Ethics from systems: the philosophical perspective


Rainer E. Zimmermann (University of Applied Science Munich; Clare Hall, University of Oxford) and
Robert Jahn (International Society for Information Studies, Vienna)


Paper sessions (6 talks including discussion per session)

Call for papers

The ancient idea of Greek philosophers, especially of those Stoic protagonists who actively prepared the Roman reception, has been to secure the (scientific) knowledge about nature such that the insight gained could be utilized in order to define a framework of orientation which would provide essential principles of ethics: Hence, in the sense of the latter, human behaviour would be adequate in a well-defined sense, if it could be actually derived from what is according to nature (kátà physin). Although after the medieval turn towards a more Aristotelian approach which was modified somehow in terms of what Christian theology demanded, this ancient idea was not especially popular, it nevertheless persisted through the époques until the late nineteenth century when it showed up again with a view to a possible determination of ethics by physics (in the sense of Baader and Schelling e.g.). Meanwhile, in our days, this position has been taken by the theory of systems, because, as it turns out, this theory follows a universal approach towards describing the totality of what there is rather than concentrating on sections of what is empirically observable. Hence, as compared to the classical sciences and actually different from them, the theory of systems is an onto-epistemic conceptualization which can revive the principles of the ancient philosophical idea mentioned above on the one hand, and reconcile theoretical conceptualization with everyday praxis on the other. The proposed symposium shall illustrate this possibility for an explicit contribution to confront the present critical state of society in more detail.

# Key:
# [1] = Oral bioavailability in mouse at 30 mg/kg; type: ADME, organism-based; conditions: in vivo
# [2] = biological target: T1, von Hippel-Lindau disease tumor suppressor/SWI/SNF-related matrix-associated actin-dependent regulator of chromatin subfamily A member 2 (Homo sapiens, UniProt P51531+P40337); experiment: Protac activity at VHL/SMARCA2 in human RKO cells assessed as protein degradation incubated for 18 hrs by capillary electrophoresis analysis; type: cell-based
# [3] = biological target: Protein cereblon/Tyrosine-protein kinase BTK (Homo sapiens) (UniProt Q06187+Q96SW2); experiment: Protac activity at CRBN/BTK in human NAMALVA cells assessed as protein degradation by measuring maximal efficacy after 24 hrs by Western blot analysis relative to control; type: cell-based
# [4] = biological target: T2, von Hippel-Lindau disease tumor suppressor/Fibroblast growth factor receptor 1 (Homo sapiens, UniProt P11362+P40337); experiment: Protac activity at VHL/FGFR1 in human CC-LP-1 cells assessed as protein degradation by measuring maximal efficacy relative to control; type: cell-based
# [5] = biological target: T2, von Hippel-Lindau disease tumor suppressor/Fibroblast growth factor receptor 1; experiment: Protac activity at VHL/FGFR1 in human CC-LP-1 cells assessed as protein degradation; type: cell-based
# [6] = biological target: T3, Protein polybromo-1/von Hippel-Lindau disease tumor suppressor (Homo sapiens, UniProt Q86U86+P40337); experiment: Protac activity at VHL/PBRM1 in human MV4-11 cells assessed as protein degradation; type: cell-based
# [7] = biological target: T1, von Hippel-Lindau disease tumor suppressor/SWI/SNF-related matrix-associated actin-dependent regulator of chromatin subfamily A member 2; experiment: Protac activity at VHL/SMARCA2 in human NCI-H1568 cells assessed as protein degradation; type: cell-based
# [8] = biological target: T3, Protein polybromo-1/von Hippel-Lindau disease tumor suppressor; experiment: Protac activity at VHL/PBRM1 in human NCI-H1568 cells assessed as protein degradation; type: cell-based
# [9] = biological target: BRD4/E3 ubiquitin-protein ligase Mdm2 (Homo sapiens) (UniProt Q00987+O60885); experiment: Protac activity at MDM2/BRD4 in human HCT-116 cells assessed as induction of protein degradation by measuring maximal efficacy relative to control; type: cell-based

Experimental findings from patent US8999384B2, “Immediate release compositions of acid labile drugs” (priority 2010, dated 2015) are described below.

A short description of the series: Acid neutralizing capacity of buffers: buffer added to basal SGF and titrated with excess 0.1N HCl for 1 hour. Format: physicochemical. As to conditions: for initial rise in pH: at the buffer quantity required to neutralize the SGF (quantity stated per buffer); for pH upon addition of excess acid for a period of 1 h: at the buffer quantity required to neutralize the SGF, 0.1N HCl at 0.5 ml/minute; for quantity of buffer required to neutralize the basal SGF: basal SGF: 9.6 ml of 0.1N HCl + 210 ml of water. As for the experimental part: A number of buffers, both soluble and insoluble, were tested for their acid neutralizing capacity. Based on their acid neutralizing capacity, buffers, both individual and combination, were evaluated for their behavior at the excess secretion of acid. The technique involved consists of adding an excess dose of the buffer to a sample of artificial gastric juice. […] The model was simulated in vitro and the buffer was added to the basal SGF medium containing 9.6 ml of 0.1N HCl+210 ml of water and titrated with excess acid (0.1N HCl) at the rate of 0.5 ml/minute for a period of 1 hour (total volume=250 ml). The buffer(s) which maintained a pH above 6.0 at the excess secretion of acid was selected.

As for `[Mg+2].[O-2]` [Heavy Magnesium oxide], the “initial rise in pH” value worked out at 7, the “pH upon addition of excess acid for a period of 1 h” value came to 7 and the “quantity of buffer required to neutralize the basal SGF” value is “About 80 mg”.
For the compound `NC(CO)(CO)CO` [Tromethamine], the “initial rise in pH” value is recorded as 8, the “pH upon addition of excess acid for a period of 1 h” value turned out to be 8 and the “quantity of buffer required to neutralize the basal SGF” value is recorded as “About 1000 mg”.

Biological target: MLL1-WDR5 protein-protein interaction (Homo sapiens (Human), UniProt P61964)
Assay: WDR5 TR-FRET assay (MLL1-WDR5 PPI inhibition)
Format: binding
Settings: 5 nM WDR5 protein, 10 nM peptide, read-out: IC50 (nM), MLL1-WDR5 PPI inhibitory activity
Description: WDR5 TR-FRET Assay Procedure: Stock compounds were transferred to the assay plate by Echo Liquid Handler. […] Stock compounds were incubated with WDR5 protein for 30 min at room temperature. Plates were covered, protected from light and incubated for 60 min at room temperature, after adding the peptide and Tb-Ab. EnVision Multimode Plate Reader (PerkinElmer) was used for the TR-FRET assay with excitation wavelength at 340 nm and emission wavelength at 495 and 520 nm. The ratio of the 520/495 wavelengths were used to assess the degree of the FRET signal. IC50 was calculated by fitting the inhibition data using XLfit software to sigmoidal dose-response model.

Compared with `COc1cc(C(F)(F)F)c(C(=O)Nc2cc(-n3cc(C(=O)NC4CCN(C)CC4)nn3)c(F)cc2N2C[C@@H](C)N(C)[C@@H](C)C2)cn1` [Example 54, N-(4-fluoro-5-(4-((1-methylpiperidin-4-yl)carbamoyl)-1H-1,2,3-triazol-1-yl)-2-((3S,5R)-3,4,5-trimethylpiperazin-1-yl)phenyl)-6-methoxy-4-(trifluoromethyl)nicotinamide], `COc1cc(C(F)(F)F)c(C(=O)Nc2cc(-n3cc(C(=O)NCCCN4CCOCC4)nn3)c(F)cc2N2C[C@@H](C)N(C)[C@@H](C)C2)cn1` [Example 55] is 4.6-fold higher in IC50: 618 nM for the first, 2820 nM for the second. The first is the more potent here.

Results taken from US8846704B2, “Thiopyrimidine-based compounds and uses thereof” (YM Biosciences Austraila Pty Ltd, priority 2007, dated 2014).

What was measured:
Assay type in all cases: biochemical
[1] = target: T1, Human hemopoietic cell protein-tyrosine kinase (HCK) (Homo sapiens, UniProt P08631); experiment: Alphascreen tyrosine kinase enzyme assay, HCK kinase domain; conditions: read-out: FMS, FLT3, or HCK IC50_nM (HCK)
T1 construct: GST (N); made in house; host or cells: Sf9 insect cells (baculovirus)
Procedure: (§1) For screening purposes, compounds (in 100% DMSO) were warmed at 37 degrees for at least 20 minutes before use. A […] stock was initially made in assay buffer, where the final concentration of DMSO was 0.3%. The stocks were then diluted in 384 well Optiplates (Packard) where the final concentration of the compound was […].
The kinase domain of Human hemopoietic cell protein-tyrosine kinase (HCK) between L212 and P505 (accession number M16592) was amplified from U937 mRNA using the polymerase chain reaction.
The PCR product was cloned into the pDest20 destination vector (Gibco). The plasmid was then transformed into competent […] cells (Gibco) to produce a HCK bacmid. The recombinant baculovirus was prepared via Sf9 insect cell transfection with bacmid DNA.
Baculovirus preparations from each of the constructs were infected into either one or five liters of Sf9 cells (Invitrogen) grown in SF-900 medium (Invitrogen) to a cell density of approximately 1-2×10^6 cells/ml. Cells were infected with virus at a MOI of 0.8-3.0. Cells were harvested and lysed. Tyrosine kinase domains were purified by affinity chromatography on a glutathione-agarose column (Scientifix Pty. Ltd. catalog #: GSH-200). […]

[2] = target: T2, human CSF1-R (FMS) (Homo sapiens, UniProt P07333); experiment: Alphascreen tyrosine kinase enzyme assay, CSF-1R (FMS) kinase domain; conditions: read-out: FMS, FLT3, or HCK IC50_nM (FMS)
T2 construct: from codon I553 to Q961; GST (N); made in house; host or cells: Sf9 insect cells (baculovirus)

Target groups

Philosophers as well as academics and practitioners interested in the ethical dimension of systems thinking.